However, most health officials believe such travel bans will have only minimal effect, and new reports of omicron cases bear that out.
Results of sample testing in Belgium, Germany, and the Netherlands reported Tuesday have revealed that the omicron variant was already circulating in those countries as many as five days before the variant was identified in South Africa. Omicron variant cases have now been identified in 23 countries, with 15 of those in Europe. Cases have also been identified in Canada, Australia, and Japan.
With a baseline of only about 1,500 total cases identified thus far, health officials are scrambling to determine what the potential impact of the omicron variant could be. Standard tests for COVID don’t identify what variant caused a specific case. Genetic testing is necessary to identify omicron, Delta, and any other COVID variant, and less than one percent of COVID tests are subjected to additional genetic testing. Since identifying the omicron variant, South African health officials have determined it is now the dominant variant in the country, but at this point it can’t be determined if that’s a result of being more infectious or due to the recent intense focus on testing for the latest mutation.
The extensive array of mutations suggest that omicron could be more infectious than the highly infectious Delta variant and have greater capability of causing breakthrough infections among fully-vaccinated people.
The South African doctor who first recognized symptomatic differences in patients that led to the discovery, Dr. Angelique Coetzee, has been quoted as saying the symptoms of omicron infections have been more mild that those associated with other variants. However, she also has cautioned that her patients were predominantly 40 and under, and that omicron could pose greater risks for older people.
Malcolm and others continue to reinforce the message that vaccinations and booster shots remain the single best defense against severe illness, hospitalizations, and death from COVID-19, regardless of variant.
However, the message has been slow to get through to over a million eligible Minnesotans who haven’t yet gotten vaccinated. Vaccinations have accelerated week to week recently, due largely to the addition of 5 to 11-year-olds to the eligible pool and the broadening of booster availability to anyone over the age of 18.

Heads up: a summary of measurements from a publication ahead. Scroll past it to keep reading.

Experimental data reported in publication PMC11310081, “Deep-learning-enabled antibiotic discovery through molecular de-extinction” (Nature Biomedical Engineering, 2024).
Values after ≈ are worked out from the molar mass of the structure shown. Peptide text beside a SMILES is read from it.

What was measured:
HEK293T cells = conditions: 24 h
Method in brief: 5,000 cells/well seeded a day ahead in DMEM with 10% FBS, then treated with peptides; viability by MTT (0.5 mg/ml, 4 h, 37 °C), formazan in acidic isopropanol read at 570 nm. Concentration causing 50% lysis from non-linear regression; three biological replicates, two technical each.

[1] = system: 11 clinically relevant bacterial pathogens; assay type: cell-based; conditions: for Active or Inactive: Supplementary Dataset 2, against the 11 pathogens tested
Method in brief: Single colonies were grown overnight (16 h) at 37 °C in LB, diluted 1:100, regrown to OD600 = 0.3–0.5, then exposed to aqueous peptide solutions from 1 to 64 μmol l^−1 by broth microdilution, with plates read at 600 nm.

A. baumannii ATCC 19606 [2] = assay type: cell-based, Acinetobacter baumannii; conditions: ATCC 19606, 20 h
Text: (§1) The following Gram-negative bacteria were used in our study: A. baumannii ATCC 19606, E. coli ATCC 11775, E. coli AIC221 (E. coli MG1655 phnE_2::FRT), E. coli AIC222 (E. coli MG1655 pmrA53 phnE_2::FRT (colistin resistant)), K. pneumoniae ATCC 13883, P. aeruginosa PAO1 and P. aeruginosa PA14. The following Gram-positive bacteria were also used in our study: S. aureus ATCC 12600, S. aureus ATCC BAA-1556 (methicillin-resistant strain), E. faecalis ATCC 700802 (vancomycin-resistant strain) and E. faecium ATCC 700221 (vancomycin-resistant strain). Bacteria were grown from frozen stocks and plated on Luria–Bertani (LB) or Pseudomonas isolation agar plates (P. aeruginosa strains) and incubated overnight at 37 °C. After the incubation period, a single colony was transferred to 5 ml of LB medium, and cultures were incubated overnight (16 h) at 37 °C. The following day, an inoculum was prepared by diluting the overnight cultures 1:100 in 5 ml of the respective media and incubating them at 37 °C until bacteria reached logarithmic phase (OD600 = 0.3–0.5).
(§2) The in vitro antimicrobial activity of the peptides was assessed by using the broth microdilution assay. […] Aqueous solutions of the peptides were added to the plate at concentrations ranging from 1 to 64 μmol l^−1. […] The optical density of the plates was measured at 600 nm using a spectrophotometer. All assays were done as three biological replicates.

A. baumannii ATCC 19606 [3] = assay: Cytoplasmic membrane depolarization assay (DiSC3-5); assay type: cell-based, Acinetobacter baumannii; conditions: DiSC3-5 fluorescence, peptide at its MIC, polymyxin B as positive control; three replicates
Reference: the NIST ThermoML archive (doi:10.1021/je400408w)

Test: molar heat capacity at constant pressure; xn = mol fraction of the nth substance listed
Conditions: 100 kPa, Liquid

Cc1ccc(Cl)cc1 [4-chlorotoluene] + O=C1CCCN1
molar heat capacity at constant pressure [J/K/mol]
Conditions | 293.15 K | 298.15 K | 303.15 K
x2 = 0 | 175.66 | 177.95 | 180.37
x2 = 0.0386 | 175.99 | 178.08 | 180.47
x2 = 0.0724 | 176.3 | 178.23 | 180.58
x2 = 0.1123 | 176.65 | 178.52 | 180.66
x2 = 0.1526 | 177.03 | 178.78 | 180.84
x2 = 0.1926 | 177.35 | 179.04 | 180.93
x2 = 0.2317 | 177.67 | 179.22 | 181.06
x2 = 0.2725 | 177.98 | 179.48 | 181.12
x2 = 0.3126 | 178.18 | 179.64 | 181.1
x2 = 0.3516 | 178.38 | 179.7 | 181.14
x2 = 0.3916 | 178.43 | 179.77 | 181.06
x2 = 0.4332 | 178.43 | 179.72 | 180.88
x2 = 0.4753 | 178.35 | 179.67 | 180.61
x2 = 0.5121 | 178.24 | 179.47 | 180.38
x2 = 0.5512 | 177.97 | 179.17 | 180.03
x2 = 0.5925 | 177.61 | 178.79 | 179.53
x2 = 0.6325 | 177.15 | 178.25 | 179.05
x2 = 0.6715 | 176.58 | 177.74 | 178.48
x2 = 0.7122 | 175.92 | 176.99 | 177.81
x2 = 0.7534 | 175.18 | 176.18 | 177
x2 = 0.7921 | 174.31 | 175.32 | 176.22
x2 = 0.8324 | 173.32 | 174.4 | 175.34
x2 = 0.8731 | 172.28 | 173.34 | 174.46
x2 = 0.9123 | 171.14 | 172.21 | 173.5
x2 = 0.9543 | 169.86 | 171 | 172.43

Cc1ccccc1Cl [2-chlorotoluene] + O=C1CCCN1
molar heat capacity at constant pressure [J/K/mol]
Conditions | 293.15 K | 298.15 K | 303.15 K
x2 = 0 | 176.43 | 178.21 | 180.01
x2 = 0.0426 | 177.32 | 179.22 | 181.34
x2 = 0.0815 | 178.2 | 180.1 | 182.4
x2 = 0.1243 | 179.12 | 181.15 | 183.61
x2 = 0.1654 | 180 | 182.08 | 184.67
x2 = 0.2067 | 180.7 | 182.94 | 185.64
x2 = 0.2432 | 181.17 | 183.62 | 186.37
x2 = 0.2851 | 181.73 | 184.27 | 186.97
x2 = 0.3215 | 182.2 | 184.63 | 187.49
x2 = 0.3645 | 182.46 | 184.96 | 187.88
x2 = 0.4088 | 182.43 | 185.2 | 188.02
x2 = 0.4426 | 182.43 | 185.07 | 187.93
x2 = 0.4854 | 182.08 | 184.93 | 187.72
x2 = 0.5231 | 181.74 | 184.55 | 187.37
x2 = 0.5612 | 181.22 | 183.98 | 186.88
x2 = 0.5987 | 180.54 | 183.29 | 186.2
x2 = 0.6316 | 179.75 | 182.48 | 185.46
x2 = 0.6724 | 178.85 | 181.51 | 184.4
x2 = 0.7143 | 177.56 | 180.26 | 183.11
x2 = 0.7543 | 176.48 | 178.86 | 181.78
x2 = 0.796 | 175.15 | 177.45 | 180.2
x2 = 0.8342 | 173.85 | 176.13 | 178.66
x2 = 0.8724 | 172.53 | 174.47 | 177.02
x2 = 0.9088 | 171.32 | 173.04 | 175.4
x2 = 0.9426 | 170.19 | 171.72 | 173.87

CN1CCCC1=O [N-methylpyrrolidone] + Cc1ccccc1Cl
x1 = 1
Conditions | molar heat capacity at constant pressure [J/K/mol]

On July 1, Minnesota hit a federal benchmark of having 70 percent of citizens 18 and over vaccinated with at least one shot of vaccine. Five months later, that number has only increased by five percent. For the eligible population five and over, the number stands at 70 percent.
Meanwhile, federal efforts to mandate vaccinations in certain workplaces and health care settings are now stalled in varying degrees by recent federal court rulings on lawsuits filed by coalitions of states opposed to the mandates.
The latest blows to the Biden administration’s plans came Monday and Tuesday when judges in different judicial districts issued rulings to halt the mandate for employees in healthcare settings receiving Medicare/Medicaid funds to be fully vaccinated by January or face the threat of fines or loss of funding. A previous federal district court ruling stopped the implementation of a U.S. Department of Labor mandate for mandatory vaccination or weekly testing for companies with over 100 employees, and another ruling currently limited to Kentucky, Tennessee, and Ohio put a hold on the mandate for vaccinations for employees of federal contractors.
A common theme among the rulings has been the question of Biden’s authority to impose such mandates through executive agency rulemaking, with states that are parties to the various lawsuits arguing no such authority exists. The U.S. Supreme Court overturned the eviction moratorium instituted by the Centers for Disease Control based on a determination that the CDC had exceeded its authority in creating the moratorium, which could have implications for the vaccination mandate cases as they move through the judicial system.